One gardener's observations, discoveries and random thoughts whilst simultaneously worshipping and dallying in a Cape Cod garden. "A garden," said Ralph Waldo Emerson, "is like those pernicious machineries which catch a man's coatskirt or his hand, and draw in his arm, his leg and his whole body to irresistable destruction."

Strewn With Flowers


Just look at this fancy iris – this is the one at the front of the house I’ve shown you photos of previously.  It began blooming en masse as our holiday weekend began and just look at it Saturday evening.   Yes, thanks to the lilacs (nearly through with their blooming), May has come and gone and this was Memorial Day weekend, the official beginning of the big season hereabouts.


As usual, the roads and stores (and I hear, the beaches and bike trail) were suddenly full with people, way more than we are accustomed to having around here during the peaceful months of winter.

This weekend is always a sort of dress rehearsal, a warning that summer is nearly upon us, and that it is time to not only unpack  the warm season clothes, bug dope, Tevas and patience, but also that we need to remember how to use the back roads when possible, or to get what we need from such places as the grocery store or Christmas Tree shop early in the day, or late in the evening.

Fortunately, we also greeted the holiday weekend with a great blooming of irises here and there.   Perhaps it’s simply my shoddy memory, but I do think in past  years the siberian irises (the white and blue here) generally bloom before the German bearded irises (above and below, the sweet purple).   This year, there was a difference of days before they were all blooming together.   Actually, it’s a nice effect.



The weather for the long weekend was not quite stellar, I’m sorry to say, but I tried to use that to my advantage.  It was pretty clear Saturday morning that it was going to rain before long, so I made a quick (ish, discovering that business about the traffic for the first time this year, in the process) run over to town to pick up a few things I’d been thinking of planting in that garden bed down in back which I tidied up a few weeks back.


The bed is already pretty full with hostas and hydrangeas and lily of the valley and shasta daisies, but there were still great patches of open space and the need for some annual color which will dress things up throughout the comings and goings of perennials blossoms.   I found a pair of nice hot (orange and red) gerbera daisies to start.  Actually, I’d been eyeing these two  throughout the week.   I’ve used a couple of these a few times as bedding plants (I’d love to do a whole bed with them, maybe arranged in their rainbow progression, but they are a little pricey…) and they never fail to delight.

I surrounded them with a dozen calendula seedlings, which have similar daisy-like flowers throughout the summer, but in orange, yellow and cream tones.  Calendula is a terrific plant that I don’t think is planted often enough.   During one of my early summers as a full-on gardener, I was looking to buy the traditional masses of marigolds and learned from a nurserywoman that marigolds tend to deplete the soil they are grown in, and so should be rotated to different spots each year (or the soil in that same spot amended).


Calendula were what she suggested to me as an alternative and it was love at first bloom.  I don’t think a garden can possibly have too many different plants that make sweet daisy-style flowers.   As a bonus, they are an edible flower, so they can be fun to toss into the summer garden salad as an unexpected visual for picnics and garden parties.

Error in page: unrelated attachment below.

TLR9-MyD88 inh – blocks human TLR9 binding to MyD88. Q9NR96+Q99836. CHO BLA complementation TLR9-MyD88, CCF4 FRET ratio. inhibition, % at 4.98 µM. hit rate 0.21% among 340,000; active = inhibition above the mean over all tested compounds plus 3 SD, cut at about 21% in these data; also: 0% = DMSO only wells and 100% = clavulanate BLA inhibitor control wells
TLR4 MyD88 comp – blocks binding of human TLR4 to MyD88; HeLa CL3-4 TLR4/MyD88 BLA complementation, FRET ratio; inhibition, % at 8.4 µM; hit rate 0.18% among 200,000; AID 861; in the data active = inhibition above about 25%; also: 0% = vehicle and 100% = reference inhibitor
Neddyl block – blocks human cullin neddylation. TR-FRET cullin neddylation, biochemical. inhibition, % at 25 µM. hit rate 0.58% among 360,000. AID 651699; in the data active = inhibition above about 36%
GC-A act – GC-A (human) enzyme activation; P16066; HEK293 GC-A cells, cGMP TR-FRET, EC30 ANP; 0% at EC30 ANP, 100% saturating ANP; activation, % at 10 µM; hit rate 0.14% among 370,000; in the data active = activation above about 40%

I also planted six white nicotiana (you can see one fixing to bloom in the photo), which will serve as a transition into the shadier part of the bed under the lilac, which I plan to shortly underplant with impatiens.  Meanwhile, the nicotiana were also important for being the first tobacco I’ve purchased in over 310 days!

To finish off all those wonderful colors, I also planted a trio of waterfall blue lobelia, which will hopefully thrive and cascade over the rock edging of these two beds.   I’m pleased to say that things went according to plan and as I slipped the last plant’s roots into the soil and filled in around it, the rain began.


Sunday began my two days off, though I was sorry to note that the weather was just as tentative as on Saturday.  Maybe even worse, since Saturday had turned out to be a nice sunny late afternoon, after those showers.   Sunday bore a “50% chance” of showers and that was pretty much what we got.   Would that I could tell you that it rained for half the day and then was lovely.   Technically, this was true, though really it seemed more like 50% of each hour.


This didn’t stop me from exploring the gardens, where the pansies were eager for some dead-heading, but still merrily blooming their happy little heads off.   The irises in my driveway fence garden are preparing to bloom, but look like they will hold off a little longer, extending what already seems like a quick start to the irises’ big number.

Nearby, the globe alliums (there are three of them in a row) have filled out to their full globe shape and are quite fun to look at.   Here’s one with the lower stalks of the soon-to-be-blooming (but now already taller than me) heliotrope as background.



I was also excited to discover that the columbine had come fully into bloom and is in fact the pinky-purple hybrid I’d encouraged in Eastham and moved to Harwich with me.  I can’t wait to cross it with Butch’s deep blue variety and see if I can’t get some deep purple as a result.  Fingers crossed, but in the meantime, just loving the look of this pretty little flower.